Fake ‘Likes’ Remain Just a Few Dollars Away, Researchers Say

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The researchers found YouTube the worst at removing inauthentic accounts and the most expensive to manipulate. The researchers reported 100 accounts used for manipulation in their test to each of the social media companies, and YouTube was the only one that did not suspend any and provided no explanation.

Facebook, the world’s largest social network, was best at blocking the creation of accounts under false pretenses, but it rarely took content down. Instagram, which Facebook owns, was the easiest and cheapest to manipulate.

“Fake engagement tactics remain a challenge facing the entire industry,” Facebook said in a statement. “We’re making massive investments to find and remove fake accounts and engagement every day.”

Samantha Bradshaw, a researcher at the Oxford Internet Institute, a department at Oxford University, said easy social media manipulation could have implications for European elections this year and the 2020 presidential election in the United States.

“Fake engagement — whether generated by automated or real accounts — can skew the perceived popularity of a candidate or issue,” Ms. Bradshaw said. “If these strategies are used to amplify disinformation, conspiracy and intolerance, social media could exacerbate the polarization and distrust that exist within society.”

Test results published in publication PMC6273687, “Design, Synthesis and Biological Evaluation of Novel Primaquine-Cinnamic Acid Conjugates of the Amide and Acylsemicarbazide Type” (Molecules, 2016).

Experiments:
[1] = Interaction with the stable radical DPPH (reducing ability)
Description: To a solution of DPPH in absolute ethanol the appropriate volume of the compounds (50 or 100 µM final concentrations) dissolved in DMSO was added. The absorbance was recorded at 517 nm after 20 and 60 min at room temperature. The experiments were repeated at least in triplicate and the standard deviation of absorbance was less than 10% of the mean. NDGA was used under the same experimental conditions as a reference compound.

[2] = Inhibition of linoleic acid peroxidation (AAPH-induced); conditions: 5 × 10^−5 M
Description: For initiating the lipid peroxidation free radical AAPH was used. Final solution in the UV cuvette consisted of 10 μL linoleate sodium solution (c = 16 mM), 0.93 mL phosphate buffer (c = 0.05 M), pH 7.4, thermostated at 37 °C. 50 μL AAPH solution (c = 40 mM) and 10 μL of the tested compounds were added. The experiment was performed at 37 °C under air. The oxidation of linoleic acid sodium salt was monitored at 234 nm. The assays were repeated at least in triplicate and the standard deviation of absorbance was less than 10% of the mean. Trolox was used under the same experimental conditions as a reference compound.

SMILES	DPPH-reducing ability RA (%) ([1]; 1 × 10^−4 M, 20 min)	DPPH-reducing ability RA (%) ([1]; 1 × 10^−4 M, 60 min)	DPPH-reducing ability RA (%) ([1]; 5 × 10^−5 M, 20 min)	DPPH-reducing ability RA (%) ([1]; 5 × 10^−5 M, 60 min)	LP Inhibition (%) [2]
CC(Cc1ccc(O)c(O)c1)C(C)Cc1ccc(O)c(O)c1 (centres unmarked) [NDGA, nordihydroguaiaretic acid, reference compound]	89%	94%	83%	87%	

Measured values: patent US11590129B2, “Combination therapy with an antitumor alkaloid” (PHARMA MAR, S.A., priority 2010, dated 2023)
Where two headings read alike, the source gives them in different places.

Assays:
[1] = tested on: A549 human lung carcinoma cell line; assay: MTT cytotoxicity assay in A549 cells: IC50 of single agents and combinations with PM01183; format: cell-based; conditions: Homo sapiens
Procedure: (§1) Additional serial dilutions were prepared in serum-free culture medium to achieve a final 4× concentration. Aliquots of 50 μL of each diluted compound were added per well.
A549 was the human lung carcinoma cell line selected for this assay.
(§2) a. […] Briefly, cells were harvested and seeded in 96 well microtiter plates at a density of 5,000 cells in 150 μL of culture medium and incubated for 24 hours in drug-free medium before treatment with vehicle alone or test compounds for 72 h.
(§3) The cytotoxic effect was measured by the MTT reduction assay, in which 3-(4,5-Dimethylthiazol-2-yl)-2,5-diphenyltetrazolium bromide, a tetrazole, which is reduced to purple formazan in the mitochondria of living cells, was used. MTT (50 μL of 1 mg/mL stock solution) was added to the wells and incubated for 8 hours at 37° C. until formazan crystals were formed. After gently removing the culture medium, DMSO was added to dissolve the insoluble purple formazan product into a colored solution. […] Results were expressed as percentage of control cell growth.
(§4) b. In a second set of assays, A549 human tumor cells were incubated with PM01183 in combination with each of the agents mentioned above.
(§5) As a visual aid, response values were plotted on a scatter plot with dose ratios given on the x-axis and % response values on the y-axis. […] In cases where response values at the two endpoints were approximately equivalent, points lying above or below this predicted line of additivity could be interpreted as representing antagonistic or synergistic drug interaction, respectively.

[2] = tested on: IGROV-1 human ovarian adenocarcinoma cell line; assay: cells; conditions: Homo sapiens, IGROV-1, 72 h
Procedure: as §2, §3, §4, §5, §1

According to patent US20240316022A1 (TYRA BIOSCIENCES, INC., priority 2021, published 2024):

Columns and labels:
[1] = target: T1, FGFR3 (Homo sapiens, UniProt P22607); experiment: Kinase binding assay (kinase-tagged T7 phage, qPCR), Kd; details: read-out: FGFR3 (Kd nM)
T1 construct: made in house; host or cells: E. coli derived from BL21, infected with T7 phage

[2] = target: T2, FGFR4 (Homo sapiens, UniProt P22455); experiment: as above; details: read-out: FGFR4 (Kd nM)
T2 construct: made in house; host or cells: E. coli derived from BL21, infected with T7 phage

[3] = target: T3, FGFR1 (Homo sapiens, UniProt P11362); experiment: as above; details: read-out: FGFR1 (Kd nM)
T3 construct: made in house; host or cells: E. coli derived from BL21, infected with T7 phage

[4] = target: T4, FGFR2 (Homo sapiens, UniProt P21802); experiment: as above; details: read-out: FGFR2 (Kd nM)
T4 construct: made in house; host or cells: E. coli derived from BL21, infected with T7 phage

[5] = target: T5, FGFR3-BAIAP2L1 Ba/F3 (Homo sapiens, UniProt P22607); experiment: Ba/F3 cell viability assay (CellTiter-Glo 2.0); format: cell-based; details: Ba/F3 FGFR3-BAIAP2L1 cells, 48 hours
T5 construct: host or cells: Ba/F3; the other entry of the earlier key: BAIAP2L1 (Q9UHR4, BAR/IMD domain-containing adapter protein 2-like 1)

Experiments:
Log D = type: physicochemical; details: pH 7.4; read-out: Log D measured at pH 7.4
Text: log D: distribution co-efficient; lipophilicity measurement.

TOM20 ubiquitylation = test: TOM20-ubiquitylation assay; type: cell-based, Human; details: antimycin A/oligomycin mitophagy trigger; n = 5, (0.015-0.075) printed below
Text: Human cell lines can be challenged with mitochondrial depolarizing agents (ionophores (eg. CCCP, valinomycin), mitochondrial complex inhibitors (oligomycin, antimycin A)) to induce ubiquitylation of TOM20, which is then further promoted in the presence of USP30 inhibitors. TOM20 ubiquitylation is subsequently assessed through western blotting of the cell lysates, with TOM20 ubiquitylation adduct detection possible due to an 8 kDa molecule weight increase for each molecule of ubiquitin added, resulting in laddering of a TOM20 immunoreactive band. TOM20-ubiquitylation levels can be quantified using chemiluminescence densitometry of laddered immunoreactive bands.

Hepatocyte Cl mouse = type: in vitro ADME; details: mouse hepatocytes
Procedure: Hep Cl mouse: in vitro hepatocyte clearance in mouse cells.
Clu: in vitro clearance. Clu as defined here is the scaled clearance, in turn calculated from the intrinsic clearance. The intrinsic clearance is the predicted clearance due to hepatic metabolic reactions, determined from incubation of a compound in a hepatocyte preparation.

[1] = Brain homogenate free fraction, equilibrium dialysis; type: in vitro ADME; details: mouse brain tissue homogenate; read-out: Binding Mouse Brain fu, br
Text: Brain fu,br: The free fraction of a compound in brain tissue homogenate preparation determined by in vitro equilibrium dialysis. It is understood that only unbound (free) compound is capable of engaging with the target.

Ms. Bradshaw, who reviewed the report independently, said the reason accounts might have not been taken down was that “they could belong to real people, where individuals are paid a small amount of money for liking or sharing posts.” This strategy, she pointed out, makes it much harder for the platforms to take action.

Still, she said the companies could do more to track and monitor accounts associated with manipulation services. And the companies could suspend or remove the accounts after several instances of suspicious activity to diminish inauthentic behavior.

“Examining fake engagement is important because accounts don’t have to be fake to pollute the information environment,” Ms. Bradshaw said. “Real people can use real accounts to produce inauthentic behavior that skews online discourse and generates virality.”



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